This list can go on and on, it is impossible to list all the amazing historical and beautiful places that China has to offer. Nothing will beat your own research before you travel.

How to Travel Long Distances inside China

Once you're in China, we recommend flights for longer distance travel to south-western and north-western China and parts of central China. But a recent development is that China's new bullet trains allow travel to many cities in the central, eastern and north-eastern areas that is fast, convenient and economical. Cruise boat is a relaxing and popular alternative.

China Train Travel

Travelling by train is one of the cheapest ways to travel on some of the long distance routes in China, and it is popular with the local population. In general, we recommend that tourists would benefit from taking bullet trains where possible and only taking the slower regular trains to save money if you have the time to travel or the interest. See Out of the Ordinary Trains below for special interest trains.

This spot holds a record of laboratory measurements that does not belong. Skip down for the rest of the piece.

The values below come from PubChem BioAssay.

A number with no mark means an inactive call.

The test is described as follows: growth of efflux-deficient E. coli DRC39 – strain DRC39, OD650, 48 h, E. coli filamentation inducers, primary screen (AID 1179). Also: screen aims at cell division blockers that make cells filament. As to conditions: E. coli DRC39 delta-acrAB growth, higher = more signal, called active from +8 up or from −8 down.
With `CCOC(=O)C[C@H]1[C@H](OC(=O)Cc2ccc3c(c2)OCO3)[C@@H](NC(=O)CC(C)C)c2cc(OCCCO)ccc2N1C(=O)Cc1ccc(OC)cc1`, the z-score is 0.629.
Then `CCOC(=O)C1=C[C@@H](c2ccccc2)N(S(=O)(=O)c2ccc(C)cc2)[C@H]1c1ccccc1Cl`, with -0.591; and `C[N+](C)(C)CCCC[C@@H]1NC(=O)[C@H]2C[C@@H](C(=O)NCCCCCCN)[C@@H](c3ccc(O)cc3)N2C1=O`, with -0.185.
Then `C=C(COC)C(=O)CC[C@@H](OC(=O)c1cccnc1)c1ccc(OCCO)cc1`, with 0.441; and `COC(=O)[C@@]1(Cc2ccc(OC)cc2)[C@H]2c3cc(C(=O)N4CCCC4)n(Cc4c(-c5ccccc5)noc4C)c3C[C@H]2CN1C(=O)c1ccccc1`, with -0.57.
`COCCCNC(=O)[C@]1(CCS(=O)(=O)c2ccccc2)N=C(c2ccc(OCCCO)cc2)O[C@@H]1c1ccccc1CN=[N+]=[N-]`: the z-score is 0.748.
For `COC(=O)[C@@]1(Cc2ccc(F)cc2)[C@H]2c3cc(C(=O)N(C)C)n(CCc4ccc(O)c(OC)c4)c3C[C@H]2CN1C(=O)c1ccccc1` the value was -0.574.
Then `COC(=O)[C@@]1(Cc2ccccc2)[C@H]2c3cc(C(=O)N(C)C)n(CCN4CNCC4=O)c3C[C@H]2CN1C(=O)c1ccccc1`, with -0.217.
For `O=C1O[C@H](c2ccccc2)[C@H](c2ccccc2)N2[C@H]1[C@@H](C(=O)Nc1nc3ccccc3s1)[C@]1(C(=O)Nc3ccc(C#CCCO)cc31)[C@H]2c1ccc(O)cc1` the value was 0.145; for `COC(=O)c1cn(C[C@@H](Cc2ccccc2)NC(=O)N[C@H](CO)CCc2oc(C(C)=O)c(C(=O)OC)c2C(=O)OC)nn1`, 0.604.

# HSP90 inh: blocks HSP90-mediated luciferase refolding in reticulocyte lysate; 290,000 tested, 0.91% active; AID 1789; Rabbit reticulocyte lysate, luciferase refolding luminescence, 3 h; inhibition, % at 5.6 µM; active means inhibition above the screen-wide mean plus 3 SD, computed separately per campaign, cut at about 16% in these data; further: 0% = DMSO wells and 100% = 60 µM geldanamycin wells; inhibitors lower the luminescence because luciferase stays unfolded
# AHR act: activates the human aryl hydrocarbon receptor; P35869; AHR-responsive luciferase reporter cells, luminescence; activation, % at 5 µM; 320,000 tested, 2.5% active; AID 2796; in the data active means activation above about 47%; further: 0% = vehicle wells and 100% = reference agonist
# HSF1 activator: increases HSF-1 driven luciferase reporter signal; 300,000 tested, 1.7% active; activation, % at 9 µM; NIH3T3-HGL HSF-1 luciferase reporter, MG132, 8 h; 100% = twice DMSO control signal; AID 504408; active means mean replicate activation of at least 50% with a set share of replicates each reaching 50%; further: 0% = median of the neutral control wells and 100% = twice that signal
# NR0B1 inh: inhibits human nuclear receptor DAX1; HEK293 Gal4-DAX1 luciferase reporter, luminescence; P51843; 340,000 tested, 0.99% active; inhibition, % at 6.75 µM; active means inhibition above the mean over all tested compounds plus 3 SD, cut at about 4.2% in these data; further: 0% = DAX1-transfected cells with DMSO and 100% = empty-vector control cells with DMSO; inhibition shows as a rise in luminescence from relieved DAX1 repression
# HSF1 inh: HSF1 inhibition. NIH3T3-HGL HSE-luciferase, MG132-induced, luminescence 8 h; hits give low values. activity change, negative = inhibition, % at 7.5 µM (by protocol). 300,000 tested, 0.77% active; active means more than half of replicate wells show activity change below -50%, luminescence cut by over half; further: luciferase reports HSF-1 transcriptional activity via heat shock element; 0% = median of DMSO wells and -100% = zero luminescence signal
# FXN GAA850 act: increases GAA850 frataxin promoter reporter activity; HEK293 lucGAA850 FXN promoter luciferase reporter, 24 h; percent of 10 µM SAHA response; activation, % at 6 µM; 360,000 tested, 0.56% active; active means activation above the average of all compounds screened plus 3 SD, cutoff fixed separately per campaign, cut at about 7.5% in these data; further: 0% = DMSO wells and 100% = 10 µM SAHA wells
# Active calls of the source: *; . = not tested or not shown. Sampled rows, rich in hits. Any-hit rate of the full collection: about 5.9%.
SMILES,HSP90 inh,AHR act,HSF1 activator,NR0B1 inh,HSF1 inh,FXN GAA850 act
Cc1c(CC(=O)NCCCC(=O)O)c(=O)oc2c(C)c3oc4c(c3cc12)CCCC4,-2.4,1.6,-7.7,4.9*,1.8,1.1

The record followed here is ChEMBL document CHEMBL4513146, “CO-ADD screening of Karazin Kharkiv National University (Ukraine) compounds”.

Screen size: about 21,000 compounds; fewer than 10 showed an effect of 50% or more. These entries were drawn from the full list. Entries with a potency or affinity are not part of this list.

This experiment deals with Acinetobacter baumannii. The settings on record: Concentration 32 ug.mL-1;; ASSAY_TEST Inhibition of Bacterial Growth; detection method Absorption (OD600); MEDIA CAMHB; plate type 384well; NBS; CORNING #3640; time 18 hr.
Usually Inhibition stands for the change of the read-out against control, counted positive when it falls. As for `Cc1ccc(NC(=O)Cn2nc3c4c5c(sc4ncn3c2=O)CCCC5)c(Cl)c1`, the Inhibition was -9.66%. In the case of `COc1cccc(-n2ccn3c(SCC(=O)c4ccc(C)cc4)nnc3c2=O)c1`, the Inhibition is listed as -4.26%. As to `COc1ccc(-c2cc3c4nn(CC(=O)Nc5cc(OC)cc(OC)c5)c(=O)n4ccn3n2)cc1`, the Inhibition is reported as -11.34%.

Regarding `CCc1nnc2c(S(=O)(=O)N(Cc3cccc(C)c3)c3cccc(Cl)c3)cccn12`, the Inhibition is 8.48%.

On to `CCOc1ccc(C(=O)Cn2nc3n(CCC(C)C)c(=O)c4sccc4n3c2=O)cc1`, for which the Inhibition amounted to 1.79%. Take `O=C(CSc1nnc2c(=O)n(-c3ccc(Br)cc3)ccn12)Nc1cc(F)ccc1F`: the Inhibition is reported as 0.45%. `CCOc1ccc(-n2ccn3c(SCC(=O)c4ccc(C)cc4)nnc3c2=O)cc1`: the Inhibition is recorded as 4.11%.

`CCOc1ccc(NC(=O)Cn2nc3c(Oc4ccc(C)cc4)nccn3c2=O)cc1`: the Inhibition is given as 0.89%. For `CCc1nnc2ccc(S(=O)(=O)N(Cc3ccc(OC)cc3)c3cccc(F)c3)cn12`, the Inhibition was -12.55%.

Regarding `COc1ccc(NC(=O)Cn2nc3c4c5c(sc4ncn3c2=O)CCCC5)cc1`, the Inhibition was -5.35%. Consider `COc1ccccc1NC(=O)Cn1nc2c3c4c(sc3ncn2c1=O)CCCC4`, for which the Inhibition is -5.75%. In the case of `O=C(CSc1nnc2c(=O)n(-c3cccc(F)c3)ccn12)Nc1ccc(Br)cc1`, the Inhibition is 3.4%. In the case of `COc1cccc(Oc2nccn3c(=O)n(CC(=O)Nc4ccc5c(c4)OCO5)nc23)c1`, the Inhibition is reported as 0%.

Domestic Flights

For travel where there are no very fast G trains, such as out west, to the northwest, or to the southwest and Tibet, taking a flight is the fastest way. Taking a domestic flight is simple and convenient.

Long Distance Travel in China by Bus

We suggest that you don't use long distance buses unless absolutely necessary due to uncomfortable conditions and safety concerns. Buses go everywhere in China and are economical, but theft and other issues are more likely.

Almost all towns, counties, and cities are accessible by highway, and buses can take you almost anywhere. Highway construction is actually intensifying in 2016.

Road conditions

Are usually very good, but be prepared that in remote areas such as Guizhou, Tibet and Xinjiang, the roads might be poor. It is suggested that travellers lower their expectations for facilities or comfort in these areas.

Getting a tourist visa is relatively easy now, although it can be complicated depending where you are applying from. Best advice is to contact the Chinese embassy in your country for full details and get to see China as soon as possible.